Warriors Quest – Colin Kelly

I spent roughly 5 years in the Marines, did 2 tours of Herrick and was unfortunately medically discharged from service whilst I was on training for my 3rd.

It hit me extremely hard as I was a 22-year man and I felt like my dream had been ripped away from me. Many people could resonate with this feeling I am sure. Luckily for me, Maritime Security was a big thing at this precise time and the companies were crying out for people like me. I went and interviewed for 3 companies and received offers from all 3 and was fortunate to have the choice of which one I wanted to work for.

Leaving the marines didn’t seem so bad, now that I was going be getting paid triple the money I was usually on. In my 2ndyear I was made Team Leader and I believe I was the youngest person to be made TL in Maritime at that time. Probably down to me being necky and always pestering HQ to be made up. I just really wanted to climb that ladder and make a name for myself. I really enjoyed this job, I got to meet lads from all different walks of life, different cap badges with varied experiences of life before this job and we seemed to just get along. I made some of the best friends I’ve ever had during this time, friends that have looked out for each other to this day and I got to travel to world and spend most of my time on sunny beaches whilst getting paid. I also had the pleasure of having some bad experiences though. 1 particular time where myself and another ex Pat TL were held captive off the coast of Nigeria for 2 or so months. Again, on full pay, so who is complaining. Again I seemed to reach a point where I was getting bored and didn’t seem to see a route for progression. I didn’t get on much with the big wigs in London as they thought I was too opinionated, which I am and so I actively started looking at other jobs.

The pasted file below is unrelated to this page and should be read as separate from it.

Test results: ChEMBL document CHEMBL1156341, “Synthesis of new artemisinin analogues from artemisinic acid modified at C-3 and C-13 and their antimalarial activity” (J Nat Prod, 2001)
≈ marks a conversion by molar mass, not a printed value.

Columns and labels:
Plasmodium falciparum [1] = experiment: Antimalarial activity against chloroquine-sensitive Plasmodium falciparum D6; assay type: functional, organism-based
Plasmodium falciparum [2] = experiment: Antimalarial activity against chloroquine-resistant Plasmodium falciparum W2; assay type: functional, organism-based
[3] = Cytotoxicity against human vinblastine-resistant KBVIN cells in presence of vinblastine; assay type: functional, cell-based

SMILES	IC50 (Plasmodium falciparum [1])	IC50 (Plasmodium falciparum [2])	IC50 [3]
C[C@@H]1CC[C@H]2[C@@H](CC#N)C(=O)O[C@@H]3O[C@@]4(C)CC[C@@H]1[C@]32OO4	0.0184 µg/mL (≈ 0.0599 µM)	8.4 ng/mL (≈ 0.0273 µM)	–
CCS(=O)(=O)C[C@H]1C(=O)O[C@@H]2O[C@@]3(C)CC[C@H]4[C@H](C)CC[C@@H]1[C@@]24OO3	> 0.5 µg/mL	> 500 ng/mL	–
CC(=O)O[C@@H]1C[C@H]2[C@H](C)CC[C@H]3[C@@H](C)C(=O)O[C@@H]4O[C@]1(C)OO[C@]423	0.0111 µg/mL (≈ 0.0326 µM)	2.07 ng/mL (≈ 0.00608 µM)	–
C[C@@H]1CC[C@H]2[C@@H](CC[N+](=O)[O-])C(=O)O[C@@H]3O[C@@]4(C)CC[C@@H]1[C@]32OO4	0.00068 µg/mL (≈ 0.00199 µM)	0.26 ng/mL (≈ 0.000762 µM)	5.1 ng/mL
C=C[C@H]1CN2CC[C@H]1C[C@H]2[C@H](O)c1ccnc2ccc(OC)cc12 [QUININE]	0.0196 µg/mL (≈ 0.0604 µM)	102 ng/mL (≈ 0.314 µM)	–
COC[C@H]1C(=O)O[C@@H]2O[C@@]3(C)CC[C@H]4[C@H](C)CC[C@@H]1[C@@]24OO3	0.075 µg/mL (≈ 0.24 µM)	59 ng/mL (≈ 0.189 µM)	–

I first started looking at deep sea diving, which in all honesty im glad I didn’t go for. I was told of an opportunity to go land based in Iraq, but I had to do a HEAT course beforehand and get tested/selected before any offer of employment was offered. Whilst in transition I was home for quite a while and seemed to get myself into all sorts of trouble. Debt being one of them.

I went on to do the course and due to my management or team leadership experience I was given options of either going to do a PSD job, driving people around for a living in a job that I feel is no longer exciting, or I could have chosen to go into rig site management.

I wanted more responsibility, more exposure to opportunity and more room to grow, so I chose the rig management route where I finally deployed onto the company’s flag ship rig site for what was the most and still is the most demanding client.

I am still pretty much doing this same job now, albeit at the top level now. To save going into huge detail, I started managing 1 site, with 30+ guards and I now manage the largest PSC contracted rig site project in the middle east. This is in the space of 5 years!.